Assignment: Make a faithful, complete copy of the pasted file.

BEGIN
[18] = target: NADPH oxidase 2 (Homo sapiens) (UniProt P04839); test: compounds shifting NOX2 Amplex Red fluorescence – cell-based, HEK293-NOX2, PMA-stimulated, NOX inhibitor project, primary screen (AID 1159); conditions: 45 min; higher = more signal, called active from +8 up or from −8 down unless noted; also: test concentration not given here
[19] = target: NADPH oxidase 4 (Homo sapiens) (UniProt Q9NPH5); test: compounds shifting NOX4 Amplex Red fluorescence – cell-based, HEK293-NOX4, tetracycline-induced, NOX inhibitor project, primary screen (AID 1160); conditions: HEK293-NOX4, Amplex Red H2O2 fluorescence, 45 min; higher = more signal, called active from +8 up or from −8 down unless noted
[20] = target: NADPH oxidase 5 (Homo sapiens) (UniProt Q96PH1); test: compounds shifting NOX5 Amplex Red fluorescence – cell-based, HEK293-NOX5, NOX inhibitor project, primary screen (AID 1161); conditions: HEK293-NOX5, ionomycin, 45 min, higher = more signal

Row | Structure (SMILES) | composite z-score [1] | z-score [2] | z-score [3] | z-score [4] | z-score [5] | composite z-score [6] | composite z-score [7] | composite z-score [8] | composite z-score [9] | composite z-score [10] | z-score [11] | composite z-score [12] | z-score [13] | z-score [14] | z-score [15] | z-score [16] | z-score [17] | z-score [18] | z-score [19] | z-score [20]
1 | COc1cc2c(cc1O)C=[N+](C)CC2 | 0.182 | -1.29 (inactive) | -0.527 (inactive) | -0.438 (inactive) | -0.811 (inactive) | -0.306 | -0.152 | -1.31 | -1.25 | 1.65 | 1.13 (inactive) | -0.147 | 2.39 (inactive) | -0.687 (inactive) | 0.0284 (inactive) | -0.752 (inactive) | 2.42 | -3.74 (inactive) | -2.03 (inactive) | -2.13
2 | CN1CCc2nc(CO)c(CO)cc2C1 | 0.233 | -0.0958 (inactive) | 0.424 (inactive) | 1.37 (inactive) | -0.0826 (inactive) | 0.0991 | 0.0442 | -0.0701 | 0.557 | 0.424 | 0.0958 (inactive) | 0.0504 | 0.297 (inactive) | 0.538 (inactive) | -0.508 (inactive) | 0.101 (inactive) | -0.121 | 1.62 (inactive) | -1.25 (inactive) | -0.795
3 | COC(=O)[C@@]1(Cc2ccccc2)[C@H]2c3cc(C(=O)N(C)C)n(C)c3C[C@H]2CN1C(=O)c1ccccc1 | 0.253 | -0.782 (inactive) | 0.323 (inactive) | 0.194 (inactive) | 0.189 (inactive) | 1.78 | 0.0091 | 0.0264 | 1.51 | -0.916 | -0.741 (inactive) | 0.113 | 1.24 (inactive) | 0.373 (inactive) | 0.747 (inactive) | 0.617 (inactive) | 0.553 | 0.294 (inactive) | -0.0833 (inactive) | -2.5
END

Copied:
[18] = target: NADPH oxidase 2 (Homo sapiens) (UniProt P04839); test: compounds shifting NOX2 Amplex Red fluorescence – cell-based, HEK293-NOX2, PMA-stimulated, NOX inhibitor project, primary screen (AID 1159); conditions: 45 min; higher = more signal, called active from +8 up or from −8 down unless noted; also: test concentration not given here
[19] = target: NADPH oxidase 4 (Homo sapiens) (UniProt Q9NPH5); test: compounds shifting NOX4 Amplex Red fluorescence – cell-based, HEK293-NOX4, tetracycline-induced, NOX inhibitor project, primary screen (AID 1160); conditions: HEK293-NOX4, Amplex Red H2O2 fluorescence, 45 min; higher = more signal, called active from +8 up or from −8 down unless noted
[20] = target: NADPH oxidase 5 (Homo sapiens) (UniProt Q96PH1); test: compounds shifting NOX5 Amplex Red fluorescence – cell-based, HEK293-NOX5, NOX inhibitor project, primary screen (AID 1161); conditions: HEK293-NOX5, ionomycin, 45 min, higher = more signal

Row | Structure (SMILES) | composite z-score [1] | z-score [2] | z-score [3] | z-score [4] | z-score [5] | composite z-score [6] | composite z-score [7] | composite z-score [8] | composite z-score [9] | composite z-score [10] | z-score [11] | composite z-score [12] | z-score [13] | z-score [14] | z-score [15] | z-score [16] | z-score [17] | z-score [18] | z-score [19] | z-score [20]
1 | COc1cc2c(cc1O)C=[N+](C)CC2 | 0.182 | -1.29 (inactive) | -0.527 (inactive) | -0.438 (inactive) | -0.811 (inactive) | -0.306 | -0.152 | -1.31 | -1.25 | 1.65 | 1.13 (inactive) | -0.147 | 2.39 (inactive) | -0.687 (inactive) | 0.0284 (inactive) | -0.752 (inactive) | 2.42 | -3.74 (inactive) | -2.03 (inactive) | -2.13
2 | CN1CCc2nc(CO)c(CO)cc2C1 | 0.233 | -0.0958 (inactive) | 0.424 (inactive) | 1.37 (inactive) | -0.0826 (inactive) | 0.0991 | 0.0442 | -0.0701 | 0.557 | 0.424 | 0.0958 (inactive) | 0.0504 | 0.297 (inactive) | 0.538 (inactive) | -0.508 (inactive) | 0.101 (inactive) | -0.121 | 1.62 (inactive) | -1.25 (inactive) | -0.795
3 | COC(=O)[C@@]1(Cc2ccccc2)[C@H]2c3cc(C(=O)N(C)C)n(C)c3C[C@H]2CN1C(=O)c1ccccc1 | 0.253 | -0.782 (inactive) | 0.323 (inactive) | 0.194 (inactive) | 0.189 (inactive) | 1.78 | 0.0091 | 0.0264 | 1.51 | -0.916 | -0.741 (inactive) | 0.113 | 1.24 (inactive) | 0.373 (inactive) | 0.747 (inactive) | 0.617 (inactive) | 0.553 | 0.294 (inactive) | -0.0833 (inactive) | -2.5